In a pragmatically separate but fundamentally related issue, the quantitative high bit-depth images required by LSCI and other scientific imaging applications are difficult to compress. The on-disk size of such images cannot be reduced, and is often increased [8], by conventional compression schemes. Recent advancements and a characterization of the problem complexity associated with high-bit depth medical image compression are provided by reference [9]. This is a particularly difficult issue for LSCI where the high spatial frequency information prevents efficient compression with wavelet-based codecs, as wavelet transforms are effectively high pass filters [10]. Moreover, active image compression requires computational resources which can interfere with stable data transfer. Thus, due to the inherent noise of individual raw speckle images or single-frame blood flow maps, LSCI is limited both with respect to data compression efficiency and registration stability. In this work, an image filtering approach is introduced to mitigate these noise induced limitations.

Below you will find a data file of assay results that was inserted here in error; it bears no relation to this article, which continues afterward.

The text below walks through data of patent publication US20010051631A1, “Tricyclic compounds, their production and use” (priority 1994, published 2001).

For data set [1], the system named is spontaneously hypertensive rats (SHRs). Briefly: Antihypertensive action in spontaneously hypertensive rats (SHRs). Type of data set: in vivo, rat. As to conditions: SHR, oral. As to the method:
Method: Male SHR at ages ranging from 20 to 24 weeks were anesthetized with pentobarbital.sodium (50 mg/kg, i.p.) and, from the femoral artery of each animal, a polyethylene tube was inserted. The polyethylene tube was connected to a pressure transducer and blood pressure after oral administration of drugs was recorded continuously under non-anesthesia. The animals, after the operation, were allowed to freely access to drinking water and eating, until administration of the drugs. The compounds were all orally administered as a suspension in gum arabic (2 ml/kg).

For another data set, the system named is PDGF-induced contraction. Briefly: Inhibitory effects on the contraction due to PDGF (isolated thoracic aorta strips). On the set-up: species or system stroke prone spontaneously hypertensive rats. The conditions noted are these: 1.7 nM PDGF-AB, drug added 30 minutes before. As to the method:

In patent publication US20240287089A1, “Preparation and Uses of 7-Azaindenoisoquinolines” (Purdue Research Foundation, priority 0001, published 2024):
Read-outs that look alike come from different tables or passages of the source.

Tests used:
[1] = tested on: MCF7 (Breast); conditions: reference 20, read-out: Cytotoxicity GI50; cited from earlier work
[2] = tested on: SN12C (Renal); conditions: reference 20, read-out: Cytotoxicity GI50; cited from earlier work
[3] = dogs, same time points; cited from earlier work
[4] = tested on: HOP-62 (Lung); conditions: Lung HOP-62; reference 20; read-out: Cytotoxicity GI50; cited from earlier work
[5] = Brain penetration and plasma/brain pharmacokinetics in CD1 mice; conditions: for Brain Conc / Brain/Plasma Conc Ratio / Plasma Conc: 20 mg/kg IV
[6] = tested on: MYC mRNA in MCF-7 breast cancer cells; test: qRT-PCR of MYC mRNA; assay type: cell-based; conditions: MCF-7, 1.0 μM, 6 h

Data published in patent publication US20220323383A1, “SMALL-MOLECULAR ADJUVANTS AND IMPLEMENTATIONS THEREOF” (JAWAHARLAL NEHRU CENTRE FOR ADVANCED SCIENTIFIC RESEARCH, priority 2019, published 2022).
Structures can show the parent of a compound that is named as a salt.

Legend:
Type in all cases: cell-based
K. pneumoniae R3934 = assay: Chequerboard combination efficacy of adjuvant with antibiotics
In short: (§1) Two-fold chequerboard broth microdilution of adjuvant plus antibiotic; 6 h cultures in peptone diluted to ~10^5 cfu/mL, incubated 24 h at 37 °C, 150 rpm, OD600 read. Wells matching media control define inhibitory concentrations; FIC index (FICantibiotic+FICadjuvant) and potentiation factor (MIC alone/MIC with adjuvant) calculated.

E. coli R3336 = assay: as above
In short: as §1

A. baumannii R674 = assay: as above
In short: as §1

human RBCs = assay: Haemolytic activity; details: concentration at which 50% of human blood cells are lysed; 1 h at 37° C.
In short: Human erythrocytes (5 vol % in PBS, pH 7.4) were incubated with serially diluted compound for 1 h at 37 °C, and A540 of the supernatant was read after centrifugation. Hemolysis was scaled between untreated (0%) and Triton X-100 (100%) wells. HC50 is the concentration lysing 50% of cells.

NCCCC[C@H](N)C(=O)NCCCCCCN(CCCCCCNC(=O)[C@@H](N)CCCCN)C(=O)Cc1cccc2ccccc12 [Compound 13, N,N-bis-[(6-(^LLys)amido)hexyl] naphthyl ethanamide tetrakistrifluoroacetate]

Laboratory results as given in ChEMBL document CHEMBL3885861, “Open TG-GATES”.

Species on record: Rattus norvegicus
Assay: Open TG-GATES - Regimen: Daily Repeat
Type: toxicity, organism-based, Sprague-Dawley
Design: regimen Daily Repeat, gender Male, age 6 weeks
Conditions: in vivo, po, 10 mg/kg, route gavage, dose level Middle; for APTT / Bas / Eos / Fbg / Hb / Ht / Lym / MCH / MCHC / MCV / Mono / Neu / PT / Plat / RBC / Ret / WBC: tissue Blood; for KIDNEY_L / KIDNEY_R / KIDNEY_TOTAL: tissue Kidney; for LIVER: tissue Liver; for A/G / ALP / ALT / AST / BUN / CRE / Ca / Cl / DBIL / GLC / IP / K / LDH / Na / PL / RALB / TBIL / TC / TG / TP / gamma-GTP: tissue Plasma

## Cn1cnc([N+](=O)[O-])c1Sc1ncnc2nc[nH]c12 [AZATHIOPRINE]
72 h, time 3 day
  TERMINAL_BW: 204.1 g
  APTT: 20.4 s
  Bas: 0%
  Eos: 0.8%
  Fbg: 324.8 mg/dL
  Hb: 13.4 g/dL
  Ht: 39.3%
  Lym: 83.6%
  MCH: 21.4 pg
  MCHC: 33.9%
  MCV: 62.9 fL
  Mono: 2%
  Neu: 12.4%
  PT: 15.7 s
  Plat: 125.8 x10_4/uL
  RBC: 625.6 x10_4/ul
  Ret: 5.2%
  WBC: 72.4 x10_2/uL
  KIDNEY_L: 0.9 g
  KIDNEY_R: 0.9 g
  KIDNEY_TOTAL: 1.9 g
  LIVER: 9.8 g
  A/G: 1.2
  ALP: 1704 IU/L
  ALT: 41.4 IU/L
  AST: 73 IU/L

We have previously demonstrated a sub-depth of field (DOF) active misfocus correction scheme for LSCI based on the fourth standardized moment of vessel cross-sections [11]. A covariance matrix corresponding to a circular ROI enabled vessel orientation estimation independent of lateral translation. Then translation insensitive profiles were computed by cropped rotation and projection of an inscribed square ROI with subsequent recursive one-dimensional cropping around the profile mean. Our misfocus measure, which we termed ζ, used a mixture of statistics from circular and square ROIs to provide a larger dynamic range for misfocus correction. It is well established that higher-order moments retain detailed image information but are sensitive to white noise [12,13], making them unsuitable for many image discrimination tasks [13]. Thus, we asserted that the sub-DOF behavior of ζ is due to vessel geometric features being closely associated with misfocus. However, within single-frame LSCI-derived blood flow maps, noise is multiplicative (ie., non-white noise). Consequently, the accuracy of ζ may be further due to spatial moment-based statistics in general having a high SNR when applied to LSCI-derived blood flow maps. Therefore, we are motivated to expand the characterization of spatial moment statistics and parameters affecting blood flow value distributions. Moreover, we seek to determine if spatial moment features can be further exploited for lateral motion correction in addition to axial. A practical limitation was the absence of an image filtering algorithm for ζ-like statistics.